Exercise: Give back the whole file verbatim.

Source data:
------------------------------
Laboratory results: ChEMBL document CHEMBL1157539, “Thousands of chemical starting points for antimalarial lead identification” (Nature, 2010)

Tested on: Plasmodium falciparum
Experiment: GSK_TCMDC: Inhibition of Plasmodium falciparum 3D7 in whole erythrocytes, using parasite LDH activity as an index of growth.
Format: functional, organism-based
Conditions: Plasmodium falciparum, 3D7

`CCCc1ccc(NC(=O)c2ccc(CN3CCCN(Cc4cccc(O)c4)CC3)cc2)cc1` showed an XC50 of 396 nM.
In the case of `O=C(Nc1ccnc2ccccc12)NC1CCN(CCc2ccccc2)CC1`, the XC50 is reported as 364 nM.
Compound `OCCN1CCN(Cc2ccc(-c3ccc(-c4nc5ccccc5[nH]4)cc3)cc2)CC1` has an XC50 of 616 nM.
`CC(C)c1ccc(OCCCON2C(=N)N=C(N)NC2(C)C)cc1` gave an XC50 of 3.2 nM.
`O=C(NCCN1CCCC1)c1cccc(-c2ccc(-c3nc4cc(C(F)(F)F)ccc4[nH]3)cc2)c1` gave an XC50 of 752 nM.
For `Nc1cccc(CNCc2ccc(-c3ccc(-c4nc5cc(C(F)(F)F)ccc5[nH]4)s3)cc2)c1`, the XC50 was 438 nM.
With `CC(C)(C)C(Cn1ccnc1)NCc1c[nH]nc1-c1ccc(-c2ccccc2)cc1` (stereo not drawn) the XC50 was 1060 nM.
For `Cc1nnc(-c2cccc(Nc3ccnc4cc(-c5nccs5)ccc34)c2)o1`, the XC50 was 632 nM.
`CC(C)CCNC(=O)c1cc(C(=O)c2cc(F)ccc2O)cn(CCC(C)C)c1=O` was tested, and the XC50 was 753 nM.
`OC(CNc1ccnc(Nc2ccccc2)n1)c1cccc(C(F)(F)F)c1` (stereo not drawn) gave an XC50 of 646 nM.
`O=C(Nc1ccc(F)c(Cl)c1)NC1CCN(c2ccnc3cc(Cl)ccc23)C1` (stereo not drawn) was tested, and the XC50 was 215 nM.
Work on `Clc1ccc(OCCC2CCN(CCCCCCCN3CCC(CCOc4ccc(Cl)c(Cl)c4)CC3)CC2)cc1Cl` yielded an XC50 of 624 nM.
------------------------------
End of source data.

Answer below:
Laboratory results: ChEMBL document CHEMBL1157539, “Thousands of chemical starting points for antimalarial lead identification” (Nature, 2010)

Tested on: Plasmodium falciparum
Experiment: GSK_TCMDC: Inhibition of Plasmodium falciparum 3D7 in whole erythrocytes, using parasite LDH activity as an index of growth.
Format: functional, organism-based
Conditions: Plasmodium falciparum, 3D7

`CCCc1ccc(NC(=O)c2ccc(CN3CCCN(Cc4cccc(O)c4)CC3)cc2)cc1` showed an XC50 of 396 nM.
In the case of `O=C(Nc1ccnc2ccccc12)NC1CCN(CCc2ccccc2)CC1`, the XC50 is reported as 364 nM.
Compound `OCCN1CCN(Cc2ccc(-c3ccc(-c4nc5ccccc5[nH]4)cc3)cc2)CC1` has an XC50 of 616 nM.
`CC(C)c1ccc(OCCCON2C(=N)N=C(N)NC2(C)C)cc1` gave an XC50 of 3.2 nM.
`O=C(NCCN1CCCC1)c1cccc(-c2ccc(-c3nc4cc(C(F)(F)F)ccc4[nH]3)cc2)c1` gave an XC50 of 752 nM.
For `Nc1cccc(CNCc2ccc(-c3ccc(-c4nc5cc(C(F)(F)F)ccc5[nH]4)s3)cc2)c1`, the XC50 was 438 nM.
With `CC(C)(C)C(Cn1ccnc1)NCc1c[nH]nc1-c1ccc(-c2ccccc2)cc1` (stereo not drawn) the XC50 was 1060 nM.
For `Cc1nnc(-c2cccc(Nc3ccnc4cc(-c5nccs5)ccc34)c2)o1`, the XC50 was 632 nM.
`CC(C)CCNC(=O)c1cc(C(=O)c2cc(F)ccc2O)cn(CCC(C)C)c1=O` was tested, and the XC50 was 753 nM.
`OC(CNc1ccnc(Nc2ccccc2)n1)c1cccc(C(F)(F)F)c1` (stereo not drawn) gave an XC50 of 646 nM.
`O=C(Nc1ccc(F)c(Cl)c1)NC1CCN(c2ccnc3cc(Cl)ccc23)C1` (stereo not drawn) was tested, and the XC50 was 215 nM.
Work on `Clc1ccc(OCCC2CCN(CCCCCCCN3CCC(CCOc4ccc(Cl)c(Cl)c4)CC3)CC2)cc1Cl` yielded an XC50 of 624 nM.